In this age of information overload, releasing data to the public is no longer enough. Someone has to make sense of it, structure it in an understandable way, and put it to good use. This is precisely what the Austrian Ministry aimed to encourage through the apps4austria contest, which held its awards ceremony on 11 June in Linz. “The goal of the contest was to increase the usage of freely available public administration data through new, user-friendly apps. The countless creative ideas of the last month by far surpassed the expectations,” said Minister Gabriele Heinisch-Hosek.
Over 35 projects made it to the finals, all having one thing in common: making publicly available information user-friendly. The information that applicants worked with comes from the Austrian Open Government Data platform (data.gv.at) and includes geo-data, traffic and environmental data, among others.
apps4austria featured applicants in 3 categories: Web and Mobile Applications, Visualisations, and Concepts – meaning ideas for applications. “The 89 submissions show what great creative potential we have in Austria,” said Heinisch-Hosek. The best web applications were selected by a 25-member jury in a multistage process. The jury consisted of experts from the field of business, as well as members of academia and government.
And the award goes to…
The winner of the Web and Mobile application category went to Woody, an app that aims to create awareness about nature in the urban environment. The goal of the game is to feed a little woodworm called Woody, by physically being in the proximity of a tree. Thus, the INSO project developed at TU Wien gets the Viennese inhabitants out and about, navigating the urban scenery in search of small patches of nature to nurture Woody. The second place in the same category went to Die 48er-App, which provides a map that features waste management points and displays collection schedules. Helios, a geo-location app that takes you on a virtual balloon tour over the heart of Vienna and lets discover artwork, monuments and even fountains, and navigate to them, was awarded the third place in the app category.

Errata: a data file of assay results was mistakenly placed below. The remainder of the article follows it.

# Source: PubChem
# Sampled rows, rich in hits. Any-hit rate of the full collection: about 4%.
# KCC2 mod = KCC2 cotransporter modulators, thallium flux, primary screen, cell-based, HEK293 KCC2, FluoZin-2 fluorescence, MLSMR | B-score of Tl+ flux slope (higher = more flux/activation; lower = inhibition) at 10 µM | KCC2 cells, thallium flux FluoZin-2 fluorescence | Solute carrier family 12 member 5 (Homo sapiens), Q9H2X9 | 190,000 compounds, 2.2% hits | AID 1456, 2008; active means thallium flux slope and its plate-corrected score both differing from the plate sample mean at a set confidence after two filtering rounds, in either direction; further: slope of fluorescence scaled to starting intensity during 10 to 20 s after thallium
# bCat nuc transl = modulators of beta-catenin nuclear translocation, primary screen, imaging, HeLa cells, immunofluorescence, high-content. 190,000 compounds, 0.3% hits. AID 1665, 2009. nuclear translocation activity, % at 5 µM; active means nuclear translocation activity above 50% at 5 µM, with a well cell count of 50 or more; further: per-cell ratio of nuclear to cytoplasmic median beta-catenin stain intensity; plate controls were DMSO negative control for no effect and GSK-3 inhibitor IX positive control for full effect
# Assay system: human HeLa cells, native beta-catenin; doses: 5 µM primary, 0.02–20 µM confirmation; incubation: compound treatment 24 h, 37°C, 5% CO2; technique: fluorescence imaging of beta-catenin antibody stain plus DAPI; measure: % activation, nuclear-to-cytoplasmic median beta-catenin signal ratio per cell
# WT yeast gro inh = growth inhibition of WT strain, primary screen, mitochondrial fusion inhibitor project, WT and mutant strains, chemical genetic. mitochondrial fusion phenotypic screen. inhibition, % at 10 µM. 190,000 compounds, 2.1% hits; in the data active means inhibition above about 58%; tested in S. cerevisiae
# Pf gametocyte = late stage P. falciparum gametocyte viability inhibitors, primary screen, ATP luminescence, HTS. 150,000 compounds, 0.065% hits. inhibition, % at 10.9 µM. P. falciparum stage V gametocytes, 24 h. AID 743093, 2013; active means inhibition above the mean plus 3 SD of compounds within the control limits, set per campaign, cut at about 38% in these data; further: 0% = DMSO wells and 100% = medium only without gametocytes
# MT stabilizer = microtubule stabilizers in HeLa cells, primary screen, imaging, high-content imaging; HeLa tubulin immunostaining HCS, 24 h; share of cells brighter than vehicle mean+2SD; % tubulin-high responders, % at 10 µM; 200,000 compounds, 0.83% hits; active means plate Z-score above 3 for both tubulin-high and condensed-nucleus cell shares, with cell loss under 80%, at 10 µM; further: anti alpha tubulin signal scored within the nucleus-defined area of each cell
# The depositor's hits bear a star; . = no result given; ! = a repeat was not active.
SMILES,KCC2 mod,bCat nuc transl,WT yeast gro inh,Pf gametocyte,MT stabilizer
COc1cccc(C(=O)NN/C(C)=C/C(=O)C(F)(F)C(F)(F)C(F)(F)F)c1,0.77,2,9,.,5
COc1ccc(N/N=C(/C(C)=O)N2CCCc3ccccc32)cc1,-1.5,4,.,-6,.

In the Visualisation category, the projects that were awarded include a visualisation of the media transparency database in first place, data maps in second, and a visualisation platform for municipalities’ income and expenses in third. The Concepts category honoured two ideas currently in development: the visualisation of quality of life and urban bitAir. (See a complete list of the finalists here.)
The jury’s choice awards went to RIS:App, an application that provides a portal into the Austrian Legal System, as well as to Wann, which keeps track of bus schedules in Linz and helps users plan their trips, and Lilly, a route planner for the Linz public transportation system.